Back to timeline

LSS – The freedom revolution


1 January 1994 was an independence day of sorts for disabled people and their relatives. On that day the Care Law was replaced by LSS, the Act Concerning Support and Service for Persons with Certain Functional Impairments.

The legislation led to more people receiving support and service, and the addition of personal assistance became a symbol of the freedom of disabled persons to be able to live like everyone else –with the right to study, work, or carry out any other meaningful occupation, along with the right to take part in community life. Like the Care Law, LSS became a human rights law – in other words, a law that supports people in asking for help from society when they belong to a particular group with needs that can be fulfilled by the legislation. LSS also meant that a large proportion of county council responsibility was transferred to the municipalities.

The author of the law was then-Minister for Social Affairs, Bengt Westerberg of FP, Sweden’s Liberal Party. The legislation emphasised the concept of “support and service”, which heralded new, more equal treatment compared to the previous law, which had focused on “care”. From 1994 it became clearer that focus must be placed on the needs for the individual and their right to demand assistance.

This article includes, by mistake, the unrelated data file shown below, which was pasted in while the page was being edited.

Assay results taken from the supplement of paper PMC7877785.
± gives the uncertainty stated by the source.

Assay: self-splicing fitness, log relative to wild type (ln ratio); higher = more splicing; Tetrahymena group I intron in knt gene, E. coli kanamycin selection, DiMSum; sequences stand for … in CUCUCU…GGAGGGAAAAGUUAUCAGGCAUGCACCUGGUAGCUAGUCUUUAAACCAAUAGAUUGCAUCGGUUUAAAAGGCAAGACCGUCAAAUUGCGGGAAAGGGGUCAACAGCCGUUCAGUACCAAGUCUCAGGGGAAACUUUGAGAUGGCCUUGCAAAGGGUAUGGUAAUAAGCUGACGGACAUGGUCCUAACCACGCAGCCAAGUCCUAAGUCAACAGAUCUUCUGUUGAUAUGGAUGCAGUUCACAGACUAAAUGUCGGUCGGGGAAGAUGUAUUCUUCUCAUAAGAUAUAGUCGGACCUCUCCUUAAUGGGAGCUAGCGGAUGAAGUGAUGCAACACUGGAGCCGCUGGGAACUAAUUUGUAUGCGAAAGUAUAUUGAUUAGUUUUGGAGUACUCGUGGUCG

People with psychological disabilities had long been treated in a patronising manner and often had to endure being considered as imbeciles or feeble-minded. They had to spend their lives in institutions and mental hospitals, isolated from the world around them.

After the Second World War, Sweden started to build up its social sector at a rapid rate. Maternity care and child benefits were introduced. New training programmes for social workers and psychologists were set up. However, nothing happened in terms of the care of the so-called “feeble-minded”. Protests against this and scandals in residential care homes led to an act being passed in 1954 on the education and care of people with psychological disabilities. In 1968 the first Care Law was passed; this legislation was revised in 1986 and later replaced by LSS.

Nytida offers a large number of group, assisted-living and short-term accommodations throughout Sweden, along with personal assistance and other services provided in accordance with LSS.

Read more about LSS on the Nytida website